You two are longtime veterans of the Time Warp brand. What keeps you coming back each time, and how does the brand set itself apart from other similar festivals in your opinion?

Ohhh that sounds like we’re oooold [laughs]! We’ve been part of TW since 2012, and ever since, big fans of all Time Warp events. Not only have we become friends with the organizers, but we also play all of their other events like Sonus, Love Family Park, etc. We love working with people in a longterm relationship and thus being able to develop together toward the next level. Time Warp is one of the events everybody has an eye on. The lineups are amazing, the production is on another level, and both the crowd and the artists love to party there.

With Time Warp and other house/techno brands out of Europe increasing their global presence, would you agree that we are currently in a “golden age” of sorts for these genres? What do you think has given way to this astronomical rise in global interest?

We definitely are in a kind of “golden age” of house and techno as the new/retro hyped electronic music genre. EDM definitely has drawn attention to electronic music in general, and now with so many new house and techno protagonists who definitely know how to handle social media perfectly it just happens to be a great success for “underground” music. The power of house and techno plus the possibilities of social media are enormous. But it’s interesting how the “underground” actually reacts to social media success…not that positive….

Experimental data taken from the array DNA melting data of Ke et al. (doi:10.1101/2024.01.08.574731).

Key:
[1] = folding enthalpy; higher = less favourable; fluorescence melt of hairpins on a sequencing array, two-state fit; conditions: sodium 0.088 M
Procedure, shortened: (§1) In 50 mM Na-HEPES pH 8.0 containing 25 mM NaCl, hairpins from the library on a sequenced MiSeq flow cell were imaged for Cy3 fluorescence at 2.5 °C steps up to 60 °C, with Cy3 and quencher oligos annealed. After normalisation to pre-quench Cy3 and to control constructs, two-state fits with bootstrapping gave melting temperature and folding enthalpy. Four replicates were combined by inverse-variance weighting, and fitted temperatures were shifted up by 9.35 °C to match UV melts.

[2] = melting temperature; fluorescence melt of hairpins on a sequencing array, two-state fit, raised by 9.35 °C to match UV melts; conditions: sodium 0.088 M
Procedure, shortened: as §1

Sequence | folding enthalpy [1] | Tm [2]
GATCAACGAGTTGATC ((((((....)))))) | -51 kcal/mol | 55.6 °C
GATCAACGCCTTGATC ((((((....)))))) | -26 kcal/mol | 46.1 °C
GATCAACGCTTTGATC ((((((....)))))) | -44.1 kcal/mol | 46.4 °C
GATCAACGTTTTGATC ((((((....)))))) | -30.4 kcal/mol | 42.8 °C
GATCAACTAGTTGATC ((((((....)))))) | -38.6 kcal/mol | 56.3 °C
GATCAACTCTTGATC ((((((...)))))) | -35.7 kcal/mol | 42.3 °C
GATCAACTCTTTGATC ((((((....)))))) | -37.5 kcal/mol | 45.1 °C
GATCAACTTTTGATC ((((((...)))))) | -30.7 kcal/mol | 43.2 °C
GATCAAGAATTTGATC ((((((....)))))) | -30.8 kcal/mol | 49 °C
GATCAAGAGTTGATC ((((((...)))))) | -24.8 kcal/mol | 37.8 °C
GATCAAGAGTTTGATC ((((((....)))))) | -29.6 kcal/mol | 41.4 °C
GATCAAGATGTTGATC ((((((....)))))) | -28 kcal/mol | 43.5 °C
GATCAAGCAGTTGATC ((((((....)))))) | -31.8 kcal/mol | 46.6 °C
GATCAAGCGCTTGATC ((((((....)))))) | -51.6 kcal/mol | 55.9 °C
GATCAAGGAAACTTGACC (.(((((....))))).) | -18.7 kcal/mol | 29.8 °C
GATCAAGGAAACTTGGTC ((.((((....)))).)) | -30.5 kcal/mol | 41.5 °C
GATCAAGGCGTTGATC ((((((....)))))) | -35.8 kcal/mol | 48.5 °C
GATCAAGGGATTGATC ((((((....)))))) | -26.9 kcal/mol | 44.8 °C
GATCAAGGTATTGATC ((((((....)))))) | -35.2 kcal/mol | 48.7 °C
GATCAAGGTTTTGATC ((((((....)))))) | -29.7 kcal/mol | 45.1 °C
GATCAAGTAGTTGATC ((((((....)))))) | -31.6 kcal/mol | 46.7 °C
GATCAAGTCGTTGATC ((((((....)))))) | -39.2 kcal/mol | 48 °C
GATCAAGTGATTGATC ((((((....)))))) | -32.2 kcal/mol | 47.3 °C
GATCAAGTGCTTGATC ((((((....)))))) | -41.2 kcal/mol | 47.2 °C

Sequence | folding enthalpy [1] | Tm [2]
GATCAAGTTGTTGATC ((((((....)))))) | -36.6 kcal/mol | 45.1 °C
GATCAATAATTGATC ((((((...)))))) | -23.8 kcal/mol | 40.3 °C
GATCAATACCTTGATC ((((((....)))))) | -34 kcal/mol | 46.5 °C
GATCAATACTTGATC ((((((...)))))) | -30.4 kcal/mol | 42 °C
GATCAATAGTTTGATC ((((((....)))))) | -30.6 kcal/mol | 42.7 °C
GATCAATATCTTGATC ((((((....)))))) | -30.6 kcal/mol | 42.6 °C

You recently posted about the Berlin wall and its ties to techno; specifically how techno was a great uniting force for people. While this is agreeable, going off the previous question, it seems there are also growing factions within the techno community at large that often fight against each other. What are your thoughts on this and what should fans be doing to restore techno’s ethos? What are some positives in the movement outside of the in-fighting that you see now?

You’re totally right. But it’s normal. The more attention a musical genre gets, the more success, the more protagonists, and the more opinions appear. We really try to stay out of this whole, “what’s cool – what’s not, what’s business techno – what’s real underground” discussion. We did it our way and we’ll keep doing it our way.